For Basel I am DJing the Whitehot Party at Locust Projects on Saturday 7th. And that’s mainly it. That’s my goal for Basel. I am in the PULSE booth for Spinello but I don’t really know what he is showing, but mainly I am just DJing this party which will be myself and Chris Video. And I mean were not just DJing, were going to do a performance too. I am kind of excited that I am not doing something too specific for Basel and that I have taken the Djing as my main thing; were going to create a pretty bizarre party!
This is your studio where you do a lot of image manipulation and editing, but you also spend quite some time in a recording studio also is that right?
Yeah, I guess I have a lot of studio spaces, but yeah, this is where I spend the majority of my time. When I have those days that I can just take off and work on my own thing I just sit here. And it’s so beautiful, you know, I feel like I am outside. You get to enjoy the day; there are squirrels that talk to me. Well, they talk to each other and I kind of join in. Then there’s the Blue Jays and the Cardinals. I choose to spend a lot of my time here.
How do you feel about the fair?
Well, without being too overly dramatic or spiteful, I kind of hate it. But I hate it because of how I experience it – walking into this really sterile, hospital-like scenario where there’s a million artists and a million works that make no sense together. The work is in no way in the context that the artist intended it to be, well, sometimes it is and that’s those kind of artists, but if something is really a captivating work then its not meant to be in that scenario. I think Art Basel in Switzerland does a lot better in creating environments for works. If things were more like that here then I would probably enjoy fairs more, but I made it a point this year not to go to any because every year I get really discouraged. Its really easy to compare yourself to the billions of artists and at the same time not feel any attachment to their works because they are poorly lit or too close to each other or you can see the money oozing off the walls.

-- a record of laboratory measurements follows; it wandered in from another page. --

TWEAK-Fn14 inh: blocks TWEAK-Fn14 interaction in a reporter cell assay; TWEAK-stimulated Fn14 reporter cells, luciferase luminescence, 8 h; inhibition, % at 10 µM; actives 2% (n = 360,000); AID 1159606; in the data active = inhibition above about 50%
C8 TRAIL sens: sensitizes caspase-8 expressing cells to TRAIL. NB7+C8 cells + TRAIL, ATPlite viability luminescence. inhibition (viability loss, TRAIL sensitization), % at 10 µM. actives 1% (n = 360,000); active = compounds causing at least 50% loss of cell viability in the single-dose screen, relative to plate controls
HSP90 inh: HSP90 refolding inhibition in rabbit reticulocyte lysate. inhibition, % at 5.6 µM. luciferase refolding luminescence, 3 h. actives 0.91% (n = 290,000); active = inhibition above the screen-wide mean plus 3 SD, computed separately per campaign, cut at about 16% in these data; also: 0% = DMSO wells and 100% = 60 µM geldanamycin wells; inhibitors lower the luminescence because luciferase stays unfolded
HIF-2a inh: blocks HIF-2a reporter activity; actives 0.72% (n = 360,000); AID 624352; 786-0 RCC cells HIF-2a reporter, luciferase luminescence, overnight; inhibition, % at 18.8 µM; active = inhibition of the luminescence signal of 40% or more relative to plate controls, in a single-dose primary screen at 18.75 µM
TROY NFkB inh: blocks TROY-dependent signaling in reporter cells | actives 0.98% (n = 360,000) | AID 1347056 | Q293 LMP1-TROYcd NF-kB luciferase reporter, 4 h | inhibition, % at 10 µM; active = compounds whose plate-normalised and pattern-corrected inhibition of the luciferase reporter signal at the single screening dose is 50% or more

Ana Mendez and Federico Nessi at a recording studio.
What projects do you have on after the fair?
I am working for 12/12 [December 12th] now, which is a singles night show. I looked over this Basel. I am doing the Whitehot Magazine Party at locust projects, but it’s a party and then I am focused on 12/12. Its nice for me for Basel not to be ‘it’ because its so easy to get caught up in it. So I try to focus all my attention on shows that are on during other times and then just take in Basel for what it is, enjoy it, maybe try and see what’s going on, what’s out there in the city; in terms of people rather than work. I am sure that I am going to come across something this year that I am really moved by; last year it was the artist’s ball at Viscaya, that was beautiful, the little diamond in the ruff. Oh, and I was really moved by a Banks Violet piece at the main fair last year, but it was like the one piece in the whole fair. Banks Violet shows with Team (NY) but it wasn’t in the Team booth, it was in his German gallery[.]
Federico Nessi will DJ the Whitehot Magazine party at Locust Projects on Saturday December 6th from 7pm – 10pm and will be in his gallery, Spinello Gallery’s booth at PULSE MIAMI 2008.
On Friday December 12th, Federico Nessi will participate in Singles Night, a night of solo performances at Studio 1415, 1415 NE 129th Street, Miami. Performers will include Dino Felipe, Federico Nessi, This Heart Electric, Ana Mendez, Teepee, Rick Diaz, Treasures, Green Circles, Drowning the Virgin Silence and Flux Forces. No Cover – Full Moon.